The traffic light is down at Three Forks, Main Street in Hill City is open to all traffic and the 2019 Sturgis Rally is in the books.
Businesses from Hill City reported a mixed bag of sorts for the most recent Rally.
“The Rally as pretty ‘normal’ for our store,” said Lorena Freis, co-owner of The Farmer’s Daughter. “Business for those 10 days was comparable to last year.”
Traffic this year, though, in Sturgis was down, according to statistics provided by the South Dakota Department of Transportation.
Traffic from Tuesday, Aug. 6 through Saturday, Aug. 10 was consistently down. Overall, the vehicle traffic count this year stood at 499,654 while last year the traffic count was 505,969. This means traffic was down near Sturgis by 1.2 percent over last year.
This year, too, there were three traffic fatalities — one fewer fatalities than last year — reported by the South Dakota Highway Patrol.
Accident numbers in total were down with 41 non-injury accidents this year compared to 50 last year and 52 injury accidents this year compared to 56 last year.
Of those accidents, 25 of the non-injury accidents occurred in the Rapid City District and 26 of the injury accidents occurred in the same district.
Driving under the influence charges were up, however, with 171 this year compared to 149 last year. Thirty-six of the DUI charges were in the Rapid City District.
There were also more misdemeanor drug charges this year than last. This year, there were 213 while last year there were 175. Forty-eight of the charges came from the Rapid City District.
Felony drug charges were up, too. While last year there were 175, this year there were 213 with 48 of those coming from the Rapid City District.
Freis said bikers classified this year’s Rally as “different” and most agreed the Rally was smaller than in years past.
For Mangy Moose owner Tana Nichols, though, this Rally was particularly slow.
“In 24 years I have never seen the rally so slow,” she said. “We are usually packed inside and out, but that was not the case this year.”
She said they did sell “a ton” of burgers and beer, but nothing like in years past. She said the flooding in Custer the first Friday of Rally could have caused a downturn.
She also said she has heard from people that they like to come early or a little late to avoid the traffic jams.
“I saw no traffic jams this year at all, however, I saw children more than ever before,” she said. “Rally was never a place for children; however, the bikers are fading away and the motorcycle enthusiasts are taking over. It’s a whole new crowd and it changes every year. They are getting healthier and more budget-minded. They aren’t big drinkers because they have to ride their bikes to wherever they are staying.”
At Mount Rushmore National Memorial, Maureen McGee-Ballinger, chief of interpretation and education for the memorial, she said the memorial had a great Rally week.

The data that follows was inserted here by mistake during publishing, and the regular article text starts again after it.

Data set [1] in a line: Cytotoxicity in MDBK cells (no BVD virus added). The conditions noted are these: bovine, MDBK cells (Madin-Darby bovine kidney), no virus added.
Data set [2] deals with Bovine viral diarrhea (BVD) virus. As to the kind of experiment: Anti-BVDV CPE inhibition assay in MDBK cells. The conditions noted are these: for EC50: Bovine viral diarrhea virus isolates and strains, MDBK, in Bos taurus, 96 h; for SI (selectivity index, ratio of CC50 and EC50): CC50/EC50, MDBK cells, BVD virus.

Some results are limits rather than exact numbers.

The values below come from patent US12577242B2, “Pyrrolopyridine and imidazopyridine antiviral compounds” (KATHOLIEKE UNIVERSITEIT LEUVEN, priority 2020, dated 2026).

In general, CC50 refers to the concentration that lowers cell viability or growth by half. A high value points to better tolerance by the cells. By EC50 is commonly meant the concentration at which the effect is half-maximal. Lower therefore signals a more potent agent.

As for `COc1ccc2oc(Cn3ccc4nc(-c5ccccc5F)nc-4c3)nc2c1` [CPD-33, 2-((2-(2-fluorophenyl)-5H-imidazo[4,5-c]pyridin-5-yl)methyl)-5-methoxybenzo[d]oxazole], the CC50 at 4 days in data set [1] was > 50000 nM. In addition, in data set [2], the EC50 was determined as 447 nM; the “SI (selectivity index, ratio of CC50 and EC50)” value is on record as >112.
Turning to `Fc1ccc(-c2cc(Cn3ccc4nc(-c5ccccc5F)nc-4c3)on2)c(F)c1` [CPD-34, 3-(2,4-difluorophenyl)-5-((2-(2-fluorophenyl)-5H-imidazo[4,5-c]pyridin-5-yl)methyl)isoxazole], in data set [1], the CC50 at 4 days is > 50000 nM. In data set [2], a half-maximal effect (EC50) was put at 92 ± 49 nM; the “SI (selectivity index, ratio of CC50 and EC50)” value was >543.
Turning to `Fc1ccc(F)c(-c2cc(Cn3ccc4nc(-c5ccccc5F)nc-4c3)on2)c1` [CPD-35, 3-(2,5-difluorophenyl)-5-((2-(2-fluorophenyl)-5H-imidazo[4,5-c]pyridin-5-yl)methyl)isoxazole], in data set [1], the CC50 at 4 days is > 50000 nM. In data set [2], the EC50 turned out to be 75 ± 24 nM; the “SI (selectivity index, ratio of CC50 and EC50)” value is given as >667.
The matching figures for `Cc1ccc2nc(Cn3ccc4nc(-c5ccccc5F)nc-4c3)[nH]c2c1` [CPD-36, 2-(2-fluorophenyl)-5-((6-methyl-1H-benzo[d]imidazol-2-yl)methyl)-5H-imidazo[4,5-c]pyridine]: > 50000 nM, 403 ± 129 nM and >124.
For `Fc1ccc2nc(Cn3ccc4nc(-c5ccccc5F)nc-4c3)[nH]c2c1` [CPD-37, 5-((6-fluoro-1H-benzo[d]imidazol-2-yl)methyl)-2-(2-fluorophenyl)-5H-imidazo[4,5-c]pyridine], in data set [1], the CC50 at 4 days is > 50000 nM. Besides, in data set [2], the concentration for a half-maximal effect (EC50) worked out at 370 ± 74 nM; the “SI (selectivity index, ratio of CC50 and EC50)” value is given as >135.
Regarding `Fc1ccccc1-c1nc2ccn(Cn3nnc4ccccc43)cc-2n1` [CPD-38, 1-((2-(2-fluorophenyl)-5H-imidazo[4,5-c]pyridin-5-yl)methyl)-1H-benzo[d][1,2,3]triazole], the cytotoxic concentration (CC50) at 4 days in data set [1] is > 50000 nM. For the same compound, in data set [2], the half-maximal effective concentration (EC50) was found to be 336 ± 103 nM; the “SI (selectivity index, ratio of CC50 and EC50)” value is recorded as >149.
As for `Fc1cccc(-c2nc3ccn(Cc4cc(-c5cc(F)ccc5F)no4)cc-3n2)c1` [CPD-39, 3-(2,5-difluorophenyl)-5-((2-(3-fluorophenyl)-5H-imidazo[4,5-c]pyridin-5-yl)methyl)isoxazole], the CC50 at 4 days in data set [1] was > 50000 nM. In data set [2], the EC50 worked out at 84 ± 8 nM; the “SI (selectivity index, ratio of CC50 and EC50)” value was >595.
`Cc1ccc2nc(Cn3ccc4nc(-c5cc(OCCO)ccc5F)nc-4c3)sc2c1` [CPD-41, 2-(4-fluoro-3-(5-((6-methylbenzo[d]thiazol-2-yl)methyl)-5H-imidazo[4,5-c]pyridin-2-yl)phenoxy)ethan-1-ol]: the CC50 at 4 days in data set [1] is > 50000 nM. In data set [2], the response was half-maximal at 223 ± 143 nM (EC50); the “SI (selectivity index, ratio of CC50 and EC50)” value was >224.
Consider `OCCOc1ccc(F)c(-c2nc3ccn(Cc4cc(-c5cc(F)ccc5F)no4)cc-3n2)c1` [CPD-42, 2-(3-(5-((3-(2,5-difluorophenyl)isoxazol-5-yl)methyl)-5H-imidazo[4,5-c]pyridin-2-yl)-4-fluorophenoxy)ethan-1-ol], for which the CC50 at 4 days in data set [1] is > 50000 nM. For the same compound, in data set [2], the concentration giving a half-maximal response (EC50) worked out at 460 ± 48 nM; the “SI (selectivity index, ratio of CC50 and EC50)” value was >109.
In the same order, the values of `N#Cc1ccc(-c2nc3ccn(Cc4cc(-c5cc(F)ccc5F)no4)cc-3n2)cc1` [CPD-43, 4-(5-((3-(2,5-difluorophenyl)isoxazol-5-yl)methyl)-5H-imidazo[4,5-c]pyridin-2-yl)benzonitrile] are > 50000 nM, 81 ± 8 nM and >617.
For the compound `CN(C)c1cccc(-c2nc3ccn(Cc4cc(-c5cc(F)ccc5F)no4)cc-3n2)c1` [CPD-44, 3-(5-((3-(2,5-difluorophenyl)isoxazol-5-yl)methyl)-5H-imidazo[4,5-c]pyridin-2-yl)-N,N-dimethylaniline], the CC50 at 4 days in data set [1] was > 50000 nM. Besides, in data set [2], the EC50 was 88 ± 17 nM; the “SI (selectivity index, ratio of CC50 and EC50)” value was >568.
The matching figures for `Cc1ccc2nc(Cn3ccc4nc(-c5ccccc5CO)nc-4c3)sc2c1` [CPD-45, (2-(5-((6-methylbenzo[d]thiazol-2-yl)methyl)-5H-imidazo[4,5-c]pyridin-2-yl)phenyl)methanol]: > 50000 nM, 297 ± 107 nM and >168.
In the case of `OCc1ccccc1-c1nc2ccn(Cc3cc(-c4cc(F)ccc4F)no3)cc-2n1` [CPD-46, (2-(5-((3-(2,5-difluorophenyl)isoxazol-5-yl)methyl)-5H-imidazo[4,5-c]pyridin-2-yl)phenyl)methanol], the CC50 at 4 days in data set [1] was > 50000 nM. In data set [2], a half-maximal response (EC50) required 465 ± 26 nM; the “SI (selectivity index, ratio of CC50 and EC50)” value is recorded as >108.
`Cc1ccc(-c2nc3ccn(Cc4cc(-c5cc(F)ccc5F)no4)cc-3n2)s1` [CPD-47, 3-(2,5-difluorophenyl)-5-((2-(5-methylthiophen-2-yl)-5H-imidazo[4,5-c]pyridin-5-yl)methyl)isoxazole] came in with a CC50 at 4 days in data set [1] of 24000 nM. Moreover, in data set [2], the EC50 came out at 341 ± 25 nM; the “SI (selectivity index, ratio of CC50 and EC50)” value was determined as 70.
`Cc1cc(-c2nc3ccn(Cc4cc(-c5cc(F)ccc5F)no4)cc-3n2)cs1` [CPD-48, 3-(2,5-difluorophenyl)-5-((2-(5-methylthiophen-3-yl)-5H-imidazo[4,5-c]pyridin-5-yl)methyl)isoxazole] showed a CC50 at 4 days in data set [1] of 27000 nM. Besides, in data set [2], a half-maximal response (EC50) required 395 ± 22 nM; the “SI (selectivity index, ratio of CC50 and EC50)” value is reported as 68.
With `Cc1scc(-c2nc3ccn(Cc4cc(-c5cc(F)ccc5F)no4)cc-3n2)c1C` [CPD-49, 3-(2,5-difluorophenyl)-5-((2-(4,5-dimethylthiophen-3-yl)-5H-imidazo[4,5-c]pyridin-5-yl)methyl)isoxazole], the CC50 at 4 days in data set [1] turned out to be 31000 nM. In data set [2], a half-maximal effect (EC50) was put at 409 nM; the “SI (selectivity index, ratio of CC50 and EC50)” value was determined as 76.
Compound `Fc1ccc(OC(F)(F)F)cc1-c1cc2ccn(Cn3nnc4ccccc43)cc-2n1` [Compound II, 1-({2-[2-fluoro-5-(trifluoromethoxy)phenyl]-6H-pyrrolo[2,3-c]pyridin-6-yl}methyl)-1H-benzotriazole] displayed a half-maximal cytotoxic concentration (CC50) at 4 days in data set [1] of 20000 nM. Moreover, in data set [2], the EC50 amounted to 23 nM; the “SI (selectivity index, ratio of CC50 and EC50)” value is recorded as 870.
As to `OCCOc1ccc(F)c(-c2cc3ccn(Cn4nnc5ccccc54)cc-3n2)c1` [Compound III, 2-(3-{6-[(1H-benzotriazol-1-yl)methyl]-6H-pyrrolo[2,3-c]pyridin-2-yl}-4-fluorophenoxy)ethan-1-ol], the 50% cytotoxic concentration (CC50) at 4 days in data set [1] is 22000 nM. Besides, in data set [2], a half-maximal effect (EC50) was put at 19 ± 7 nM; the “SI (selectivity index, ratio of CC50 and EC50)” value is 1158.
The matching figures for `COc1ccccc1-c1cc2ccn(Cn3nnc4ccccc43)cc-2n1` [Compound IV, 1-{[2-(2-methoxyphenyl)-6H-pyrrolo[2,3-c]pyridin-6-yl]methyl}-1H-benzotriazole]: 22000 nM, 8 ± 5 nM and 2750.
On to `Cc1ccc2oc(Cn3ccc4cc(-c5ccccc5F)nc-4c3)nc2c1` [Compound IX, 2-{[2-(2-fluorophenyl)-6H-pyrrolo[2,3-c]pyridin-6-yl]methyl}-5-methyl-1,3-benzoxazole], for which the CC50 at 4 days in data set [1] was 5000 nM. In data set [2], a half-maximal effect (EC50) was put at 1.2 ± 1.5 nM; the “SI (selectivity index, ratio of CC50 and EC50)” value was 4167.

There were many Rally attendees at the memorial as well as families and tour groups.
The current construction project, she said, has helped visitors focus on the Sculptor’s Studio.
Rally-goers, she said, appeared to be having a great time, and many are already discussing their plans to attend the 2020 Rally.
For Prairie Berry, it had been a “very fun” Rally, said Ermin Husidic, hospitality manager.
“We’ve seen a lot of familiar faces that stop by to see us every year, and quite a few new faces that are here for the first time enjoying the Hills,” he said. “The numbers we’ve seen this year are very similar to last year, and we are looking forward to the 80th anniversary.”
For local charities, the Rally is a chance to do some major fundraising.
The Lions Club set up a food trailer at Three Forks, and sales this year were beating years past, said Bob Lowrey, Lions Club member.
“We’re up $1,000 from last year,” he said.
For the Lions Club, this is the biggest fundraiser of the year.
According to information supplied by Ron Rossknecht, Lions Club member and a member of the Pennington County Commission, the club had nine volunteers a day and served for a total of 378 hours. It has 64 hours for set up and take down, as well, and served 850 visitors in 2018.
All of the profits go back to the community and help organization such as the Cub Scouts, Boy Scouts and Girl Scouts. The club donates $125 to the local food pantry, gives scholarships, buys eye exams, glasses and hearing aids for people in need and holds a kids’ fishing contest.
And businesses are already looking to the 2020 Rally, which will be its 80th anniversary.
Nichols said many of her friends said they were planning on coming for the 80th Rally next year. However, to some bikers — such as herself — the 80th anniversary is just another year.
At Prairie Berry, Husidic said he has already heard many people discussing their excitement for the 2020 Rally.
Other businesses are excited, too.
“Everyone expects that next year’s Rally will be significantly larger,” Freis said. “Many people said they would not come next year due to the traffic volume while others said they wouldn’t miss it.”